The bathroom just might be the easiest space in the house to decorate: You choose some pretty towels and hang up a pretty shower curtain, and voila—you’re done. Right?
Well, not to make you paranoid, but the shower curtain is actually easier to screw up than you’d think.
“Too many frills, crazy, annoying patterns, or anything that needs special care is a problem when it comes to shower curtains,” says Drew Henry of Design Dudes.
Are you falling for the most common slip-ups? Let’s take a peek behind the curtain at these seven do’s and don’ts.
1. Picking plastic
A lot of folks will pick plastic in a pinch—it’s cheap and easy to clean, and you won’t feel bad about tossing it when you get tired of it. But the problem with cheap plastic curtains is that they look, well, cheap.
Splurge for fabric here—and that goes for the liner, too. (A cheap plastic liner is fine if you change it regularly and keep it scrupulously clean. But you’ll need to replace it every six months—or sooner if necessary—because it tends to show water stains, soap scum, and mildew.)
“I recommend a fabric liner made of polyester, which is pretty water-resistant and also very spalike,” Henry says.
Or try a nylon, hotel-style liner, suggests Catherine Pulcine of CPI Interiors. Both are better than tacky plastic, and have more staying power.
2. Forgetting about texture
Photo by mango design co
No, we don’t mean you should add ruffles. But you should consider simple trim, ribbon, or embroidery so your plain curtain stands out. Henry’s master bath shower curtain is made from a cool-gray fabric with a white, ribbed center panel that brings texture and interest to the room.
“There’s also some light fringe on the bottom, which adds a bit of playful sophistication,” he notes.
But don’t go overboard or too high-end with your pick: “A custom shower curtain may not be machine-washable,” points out Lindsay MacRae of the eponymous design firm in New York City.
Stick with store-bought options, which are meant to be washed and dried along with other laundry.
“If you do have one made or you make it yourself, be sure the fabric is preshrunk,” MacRae warns.
3. Confusing cute with cheesy
The kids’ bath can definitely be childlike and colorful, but that doesn’t mean you cave entirely and hang up your little one’s favorite cartoon character (we’re looking at you, SpongeBob!). Keep this look fun, but don’t pick something cheesy, Henry suggests.
“Try an oversize graphic, an interesting pattern, or your child’s favorite colors instead,” he says.
4. Being afraid of plain white
Shower curtains give us a ripe opportunity to play with colors and patterns without committing to them for life. But before you go seeking out the perfect design, consider that the most on-trend look might just be the easiest: plain white.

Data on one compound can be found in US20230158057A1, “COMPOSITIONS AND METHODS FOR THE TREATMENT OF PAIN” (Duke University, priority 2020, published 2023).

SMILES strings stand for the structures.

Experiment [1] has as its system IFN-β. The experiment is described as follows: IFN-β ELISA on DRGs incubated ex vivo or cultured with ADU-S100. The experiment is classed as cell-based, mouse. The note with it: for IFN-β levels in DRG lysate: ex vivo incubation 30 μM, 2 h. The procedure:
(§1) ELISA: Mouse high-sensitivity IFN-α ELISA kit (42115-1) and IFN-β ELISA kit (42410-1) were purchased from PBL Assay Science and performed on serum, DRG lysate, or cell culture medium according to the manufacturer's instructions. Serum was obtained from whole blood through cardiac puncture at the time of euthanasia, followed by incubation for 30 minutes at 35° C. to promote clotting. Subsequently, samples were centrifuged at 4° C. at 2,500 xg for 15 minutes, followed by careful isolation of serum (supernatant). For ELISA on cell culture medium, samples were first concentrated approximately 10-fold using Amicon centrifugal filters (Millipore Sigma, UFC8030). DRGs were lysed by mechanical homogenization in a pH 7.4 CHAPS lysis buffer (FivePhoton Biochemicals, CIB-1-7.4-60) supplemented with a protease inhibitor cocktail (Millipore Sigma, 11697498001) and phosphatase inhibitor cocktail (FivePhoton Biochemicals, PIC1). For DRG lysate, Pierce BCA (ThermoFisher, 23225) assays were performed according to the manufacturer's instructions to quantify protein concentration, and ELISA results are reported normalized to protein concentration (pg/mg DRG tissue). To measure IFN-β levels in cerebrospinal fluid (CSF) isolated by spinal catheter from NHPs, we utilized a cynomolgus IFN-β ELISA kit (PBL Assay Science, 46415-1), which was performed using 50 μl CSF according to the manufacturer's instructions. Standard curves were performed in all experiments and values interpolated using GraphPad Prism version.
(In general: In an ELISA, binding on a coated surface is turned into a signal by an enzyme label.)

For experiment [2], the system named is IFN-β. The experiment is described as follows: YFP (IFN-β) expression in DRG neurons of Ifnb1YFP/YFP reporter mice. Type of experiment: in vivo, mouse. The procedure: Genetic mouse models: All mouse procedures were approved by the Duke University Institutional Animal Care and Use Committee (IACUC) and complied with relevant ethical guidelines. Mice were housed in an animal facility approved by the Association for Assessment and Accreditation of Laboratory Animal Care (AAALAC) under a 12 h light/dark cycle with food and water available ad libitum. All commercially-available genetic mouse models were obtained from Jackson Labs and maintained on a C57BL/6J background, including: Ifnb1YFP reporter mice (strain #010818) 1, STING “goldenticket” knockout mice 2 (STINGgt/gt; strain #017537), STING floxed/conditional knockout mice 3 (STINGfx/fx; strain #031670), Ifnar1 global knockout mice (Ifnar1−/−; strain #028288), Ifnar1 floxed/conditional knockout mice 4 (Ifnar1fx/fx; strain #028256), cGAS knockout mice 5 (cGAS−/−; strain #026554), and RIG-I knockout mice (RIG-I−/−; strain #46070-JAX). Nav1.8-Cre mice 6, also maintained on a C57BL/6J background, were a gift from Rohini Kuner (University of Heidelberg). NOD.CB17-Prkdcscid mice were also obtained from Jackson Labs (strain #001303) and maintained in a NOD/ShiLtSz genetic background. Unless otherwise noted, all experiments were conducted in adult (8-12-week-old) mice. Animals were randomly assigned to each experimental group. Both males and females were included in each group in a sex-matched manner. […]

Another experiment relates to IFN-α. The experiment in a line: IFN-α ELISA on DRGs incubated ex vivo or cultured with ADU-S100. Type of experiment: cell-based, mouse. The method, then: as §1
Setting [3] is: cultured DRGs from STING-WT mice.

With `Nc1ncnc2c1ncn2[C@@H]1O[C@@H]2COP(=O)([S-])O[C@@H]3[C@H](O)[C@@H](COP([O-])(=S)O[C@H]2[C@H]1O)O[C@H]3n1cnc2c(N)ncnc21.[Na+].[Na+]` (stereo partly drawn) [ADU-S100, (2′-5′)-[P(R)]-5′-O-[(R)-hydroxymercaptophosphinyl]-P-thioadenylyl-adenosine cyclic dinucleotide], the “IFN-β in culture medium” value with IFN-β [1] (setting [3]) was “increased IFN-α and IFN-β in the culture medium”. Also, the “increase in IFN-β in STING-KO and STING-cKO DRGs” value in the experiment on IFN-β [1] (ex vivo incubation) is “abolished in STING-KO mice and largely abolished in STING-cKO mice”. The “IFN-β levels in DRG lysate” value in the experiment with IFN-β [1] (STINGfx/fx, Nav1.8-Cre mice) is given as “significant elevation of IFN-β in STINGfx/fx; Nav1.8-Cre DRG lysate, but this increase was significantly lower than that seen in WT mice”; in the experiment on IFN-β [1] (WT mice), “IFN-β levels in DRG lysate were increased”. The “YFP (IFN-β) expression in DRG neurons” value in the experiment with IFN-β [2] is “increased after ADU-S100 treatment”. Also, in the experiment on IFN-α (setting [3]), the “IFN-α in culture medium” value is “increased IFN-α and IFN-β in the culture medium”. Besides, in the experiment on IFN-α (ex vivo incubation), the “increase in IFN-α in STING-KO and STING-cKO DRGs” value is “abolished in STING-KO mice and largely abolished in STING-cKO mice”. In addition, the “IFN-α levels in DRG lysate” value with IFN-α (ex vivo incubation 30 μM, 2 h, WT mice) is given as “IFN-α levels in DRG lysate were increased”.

It’ll give you a fresh look, especially in the master bath—and you’ll never risk making your space look cheap.
“Hotels use it exclusively because it telegraphs cleanliness—so it’s the only color I ever specify,” says Justin Riordan of Spade and Archer Design Agency.
5. Being a slave to size
Of course you’ll need to measure before you buy a shower curtain—buying one that’s too short or not wide enough means a daily flood on the floor. But don’t limit yourself entirely here. If you have a stall shower that isn’t enclosed in glass, you can actually ignore the curtain width. (Owners of open stall showers have long been shortchanged when it comes to curtain options, since the vast majority of pretty patterns and colors are sized for longer tub showers.)
But most of these tub curtains fit a stall shower just fine—the fabric will be just a bit bunched on each end. And if you pick your pattern wisely, with just a top or bottom border rather than one graphic slapped in the middle, your curtain’s design will display nicely.
6. Picking plastic rings
“Plastic shower rings remind me of the ’80s—and more specifically John Candy in ‘Planes, Trains, Automobiles,'” MacRae says. (To the uninitiated: his character sold the things!)
She prefers metal, as does Henry, who likes to match shower rings to other finishes in the bathroom.
“And always use double hooks so that the liner can hang inside the tub while the decorative curtain stays on the outside,” Pulcine suggests.
For added security, look for a liner with little magnets sewn into the bottom hem, MacRae suggests.
“This way, the liner sticks to the porcelain and doesn’t attack you in the shower,” she reports.
7. Ignoring hookless options
Jamie Novak, author of “Keep This Toss That,” struggled for years with rusting metal rings, cheap plastic ones, liners that ripped, and fancier versions that got ruined in the wash. Her solution? A hookless shower curtain with a snap-in liner.
“This product has rings with breaks in them so you can slip each one over the bar, stress-free,” she says. “And the washable liner snaps in and out—easy, breezy.”